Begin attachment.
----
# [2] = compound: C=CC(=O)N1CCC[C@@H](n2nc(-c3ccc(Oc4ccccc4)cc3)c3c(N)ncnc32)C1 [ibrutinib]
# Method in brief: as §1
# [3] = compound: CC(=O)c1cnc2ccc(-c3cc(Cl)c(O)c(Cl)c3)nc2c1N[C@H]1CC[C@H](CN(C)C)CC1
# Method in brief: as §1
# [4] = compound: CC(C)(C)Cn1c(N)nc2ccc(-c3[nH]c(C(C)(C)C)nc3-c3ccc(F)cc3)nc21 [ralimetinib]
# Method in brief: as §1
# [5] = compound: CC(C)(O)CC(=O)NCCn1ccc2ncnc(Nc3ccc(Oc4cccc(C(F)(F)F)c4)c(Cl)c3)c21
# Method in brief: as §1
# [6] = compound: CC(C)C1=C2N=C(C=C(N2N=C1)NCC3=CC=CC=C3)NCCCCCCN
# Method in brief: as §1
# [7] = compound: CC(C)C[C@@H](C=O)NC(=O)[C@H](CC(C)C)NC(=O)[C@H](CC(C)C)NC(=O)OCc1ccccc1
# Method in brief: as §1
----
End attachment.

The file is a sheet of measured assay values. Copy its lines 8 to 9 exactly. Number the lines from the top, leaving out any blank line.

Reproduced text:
# Method in brief: as §1
# [6] = compound: CC(C)C1=C2N=C(C=C(N2N=C1)NCC3=CC=CC=C3)NCCCCCCN